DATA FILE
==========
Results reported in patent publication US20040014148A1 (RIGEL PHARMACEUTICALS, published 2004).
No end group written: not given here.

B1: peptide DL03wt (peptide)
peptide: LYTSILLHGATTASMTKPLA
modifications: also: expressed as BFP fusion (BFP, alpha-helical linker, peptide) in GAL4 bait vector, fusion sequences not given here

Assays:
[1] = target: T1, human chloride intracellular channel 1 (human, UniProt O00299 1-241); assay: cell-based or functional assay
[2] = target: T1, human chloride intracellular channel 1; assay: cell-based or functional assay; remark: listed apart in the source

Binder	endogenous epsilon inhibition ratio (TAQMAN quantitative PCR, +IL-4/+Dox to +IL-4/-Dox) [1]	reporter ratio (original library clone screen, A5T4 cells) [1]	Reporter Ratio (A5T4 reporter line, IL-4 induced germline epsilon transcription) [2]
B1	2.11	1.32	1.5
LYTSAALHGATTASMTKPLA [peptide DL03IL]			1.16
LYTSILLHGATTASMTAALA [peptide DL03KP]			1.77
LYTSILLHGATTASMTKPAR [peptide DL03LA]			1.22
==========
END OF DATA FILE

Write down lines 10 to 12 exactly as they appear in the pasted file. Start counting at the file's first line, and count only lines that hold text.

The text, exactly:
B1	2.11	1.32	1.5
LYTSAALHGATTASMTKPLA [peptide DL03IL]			1.16
LYTSILLHGATTASMTAALA [peptide DL03KP]			1.77